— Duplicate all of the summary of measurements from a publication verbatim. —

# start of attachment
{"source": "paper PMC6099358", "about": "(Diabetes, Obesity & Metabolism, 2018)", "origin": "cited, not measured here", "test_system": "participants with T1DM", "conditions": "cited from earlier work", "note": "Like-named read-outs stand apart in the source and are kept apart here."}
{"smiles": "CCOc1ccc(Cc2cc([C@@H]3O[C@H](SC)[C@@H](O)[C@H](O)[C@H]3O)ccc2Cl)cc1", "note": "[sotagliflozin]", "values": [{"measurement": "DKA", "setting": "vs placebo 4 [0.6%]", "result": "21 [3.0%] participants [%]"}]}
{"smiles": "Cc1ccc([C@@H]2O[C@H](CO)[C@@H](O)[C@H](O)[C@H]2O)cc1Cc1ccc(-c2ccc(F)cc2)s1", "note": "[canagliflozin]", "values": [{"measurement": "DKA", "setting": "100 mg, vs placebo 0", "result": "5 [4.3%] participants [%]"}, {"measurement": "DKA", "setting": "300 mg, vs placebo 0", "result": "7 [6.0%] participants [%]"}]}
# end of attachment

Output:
{"source": "paper PMC6099358", "about": "(Diabetes, Obesity & Metabolism, 2018)", "origin": "cited, not measured here", "test_system": "participants with T1DM", "conditions": "cited from earlier work", "note": "Like-named read-outs stand apart in the source and are kept apart here."}
{"smiles": "CCOc1ccc(Cc2cc([C@@H]3O[C@H](SC)[C@@H](O)[C@H](O)[C@H]3O)ccc2Cl)cc1", "note": "[sotagliflozin]", "values": [{"measurement": "DKA", "setting": "vs placebo 4 [0.6%]", "result": "21 [3.0%] participants [%]"}]}
{"smiles": "Cc1ccc([C@@H]2O[C@H](CO)[C@@H](O)[C@H](O)[C@H]2O)cc1Cc1ccc(-c2ccc(F)cc2)s1", "note": "[canagliflozin]", "values": [{"measurement": "DKA", "setting": "100 mg, vs placebo 0", "result": "5 [4.3%] participants [%]"}, {"measurement": "DKA", "setting": "300 mg, vs placebo 0", "result": "7 [6.0%] participants [%]"}]}